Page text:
This is a brief review of the capabilities and ease of use of three of the most interesting, innovative and downright disruptive web-based EDA tools:
Autodesk 123D Circuits (formerly Circuits.io)
The same simple astable multivibrator circuit is entered into each tool and the design process followed through simulation (where offered), to PCB layout and Gerber download.
How to Build PCB Online using Web Based EDA Tools – [Link]
Dilshan Jayakody writes [via]:
This is a quick post about EAGLE parts list generation script which I was written to replace existing “part2html.ulp”. This script generates more organized and detailed BOM HTML file and it can directly replace “part2html.ulp”.
This script is tested with EAGLE 6.6.0, but it can also work with older versions of EAGLE software.
This script is available to download at github with usage details.
EAGLE BOM generation script – [Link]
Kurt Skauen writes:
This is a description of how I designed and built my UV exposure box. After experimenting a bit with dry-laminate photo-resist and liquid UV hardened solder mask I decided to stop trying to improve my toner transfer technique and rather build a proper UV radiation unit for making printed circuit boards.
I wanted it to be powerful and compact so I decided to use UV LEDs as the UV source. The preferred wavelength for the LEDs would probably be 365nm, but those LEDs turned out to be hard to find, and very expensive. The 395nm-405nm LEDs on the other hand are very inexpensive. And best of all, can be bough as high-density LED-strip’s on 5-meter rolls. So I bought two “5M Ultraviolet 395nm 3528 SMD LED” rolls that have 120 LEDs per meter for a total of 600 LEDs per roll. From what I could tell from a bit of googling the wavelength should work even though it is not ideal. Initial tests proved that the 395nm LEDs worked very well.
DIY Double Sided 60W LED UV Radiation Unit With Vacuum Pump – [Link]
Dave gives his first impression of Altium’s new FREE PCB design tool for the maker community, Circuit Maker.
What are the limitations?
What do you get?
EEVblog #754 – Altium Circuit Maker First Impressions – [Link]
by alibenpuff @ instructables.com:
What do PCB production and fake fingernails have in common? They both use UV light sources of high intensity and, as luck would have it, those light sources have exactly the same wavelength. Only the ones for PCB production are usually quite costly and the ones for fake fingernails are a bit more competitively priced.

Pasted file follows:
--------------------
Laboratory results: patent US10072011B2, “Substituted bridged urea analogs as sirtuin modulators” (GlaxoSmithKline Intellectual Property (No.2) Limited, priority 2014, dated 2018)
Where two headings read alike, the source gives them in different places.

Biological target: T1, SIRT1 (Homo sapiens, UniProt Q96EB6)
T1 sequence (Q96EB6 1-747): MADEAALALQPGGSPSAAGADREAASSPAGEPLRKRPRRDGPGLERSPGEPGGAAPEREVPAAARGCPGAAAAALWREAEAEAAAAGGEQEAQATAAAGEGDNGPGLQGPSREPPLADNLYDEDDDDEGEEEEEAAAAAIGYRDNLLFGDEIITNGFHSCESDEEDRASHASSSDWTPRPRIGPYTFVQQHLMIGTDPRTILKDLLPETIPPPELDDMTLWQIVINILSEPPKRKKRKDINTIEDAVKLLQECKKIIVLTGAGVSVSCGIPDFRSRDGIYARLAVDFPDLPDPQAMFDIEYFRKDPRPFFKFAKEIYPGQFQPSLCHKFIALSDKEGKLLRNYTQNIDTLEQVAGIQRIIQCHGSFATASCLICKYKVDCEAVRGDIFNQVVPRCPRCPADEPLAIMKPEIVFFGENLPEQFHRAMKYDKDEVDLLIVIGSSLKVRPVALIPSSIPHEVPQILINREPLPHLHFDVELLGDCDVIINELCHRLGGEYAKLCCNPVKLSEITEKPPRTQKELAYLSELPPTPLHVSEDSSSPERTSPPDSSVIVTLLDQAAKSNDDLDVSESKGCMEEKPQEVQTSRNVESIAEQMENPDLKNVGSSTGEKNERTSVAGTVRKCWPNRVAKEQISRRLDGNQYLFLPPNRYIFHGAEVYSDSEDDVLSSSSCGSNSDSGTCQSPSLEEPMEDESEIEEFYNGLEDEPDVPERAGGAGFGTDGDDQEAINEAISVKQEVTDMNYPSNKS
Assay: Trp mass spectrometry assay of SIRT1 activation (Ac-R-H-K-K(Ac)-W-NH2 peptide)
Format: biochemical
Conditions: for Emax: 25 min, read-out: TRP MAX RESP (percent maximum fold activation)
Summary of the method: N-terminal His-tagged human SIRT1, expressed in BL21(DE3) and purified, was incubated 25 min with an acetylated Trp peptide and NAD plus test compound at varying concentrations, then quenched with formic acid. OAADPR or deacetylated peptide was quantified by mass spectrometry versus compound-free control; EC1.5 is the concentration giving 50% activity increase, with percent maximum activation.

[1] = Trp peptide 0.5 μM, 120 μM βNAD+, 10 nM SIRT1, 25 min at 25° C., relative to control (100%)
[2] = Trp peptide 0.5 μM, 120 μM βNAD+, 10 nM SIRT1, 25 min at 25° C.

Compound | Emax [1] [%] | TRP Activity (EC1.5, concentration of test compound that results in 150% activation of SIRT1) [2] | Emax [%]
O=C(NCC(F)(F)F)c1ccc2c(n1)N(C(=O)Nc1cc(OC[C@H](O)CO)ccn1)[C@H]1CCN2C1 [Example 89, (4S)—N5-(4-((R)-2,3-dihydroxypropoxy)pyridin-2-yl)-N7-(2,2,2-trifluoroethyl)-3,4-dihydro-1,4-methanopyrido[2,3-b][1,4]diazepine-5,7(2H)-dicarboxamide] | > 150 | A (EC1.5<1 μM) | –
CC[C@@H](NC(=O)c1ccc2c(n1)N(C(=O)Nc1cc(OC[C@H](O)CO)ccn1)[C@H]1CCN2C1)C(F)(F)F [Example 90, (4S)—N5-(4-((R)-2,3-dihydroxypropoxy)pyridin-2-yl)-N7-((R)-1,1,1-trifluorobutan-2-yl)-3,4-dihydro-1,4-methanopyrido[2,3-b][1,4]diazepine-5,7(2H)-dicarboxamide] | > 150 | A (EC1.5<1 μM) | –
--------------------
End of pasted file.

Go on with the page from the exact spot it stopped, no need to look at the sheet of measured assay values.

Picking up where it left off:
This instructable is about how to use such a device to build a low cost light source, suitable for exposing the various UV sensitive materials encountered in printed circuit board production, like dry film photoresist and UV curable soldermask.
Make a proper PCB exposer out of a cheap UV nail curing lamp – [Link]
New board is here SO8 to Dip adapter. Dimension of the board is 14.21 x 10.59mm.
SO8 to Dip Adapter – [Link]
This is a 44 pin TQFP to DIP breakout board. Ideal for ATmega32 and other chips with standard 0.8mm pin spacing 44-pin TQFP package. The Board is designed with Eagle Cadsoft software.
TQFP44 Breakout Board to Dip – [Link]
Altium have decided to release their PCB design tool CircuitMaker as open beta. It will be available worldwide to all interested electronics designers, electronic makers and the hobbyist community as a free software offering. Anyone interested in participating in the open beta can register now at the CircuitMaker website.
The open beta testing program allows anyone to download and begin using CircuitMaker today and become part of a growing electronics design community where designs can be shared and collaborated on. The company anticipates that this open beta process will also provide feedback and input to help refine CircuitMaker and make it a useful design tool for designers in the maker community.
Altium CircuitMaker now Open Beta – [Link]
by Dave Gladwin @ edn.com:
In the last ten years, the technology for manufacturing lightweight, flexible PCBs has made huge progress. Lightweight flex circuits are usually associated with materials like Kapton. The use of those materials is typically limited to high-value applications due to price. Fast forward to 2015, and the landscape has changed dramatically.
Printed electronics makes the news on a regular basis. We hear about breakthroughs in printing semi-conductors, organic photocells, or triboelectric fabric. What often goes unnoticed is that the underlying circuits – manufactured on low-cost flexible substrates with copper traces – have quietly moved from the lab to the production floor. Printed copper flexible circuits are now routinely manufactured by the kilometre in a reel-to-reel process. As production volumes go up, costs come down.
PCB future is lightweight, low-cost, and flexible: Product how-to – [Link]
by Proto G @ instructables.com:
In this instructable I am going to show you how to make your own printed circuit board business card. I feel that these business cards will really help you stand out from the crowd and make a great impression. It might even add one more skill to your resume. Everyone that I have given these cards out to has been really impressed and thought it was a great idea. I have regular business cards as well and I only selectively give out my circuit board cards. You can take it to the next level by soldering different circuits on the cards. I made one of my cards into a standalone Arduino.
Design Your Own PCB Business Card – [Link]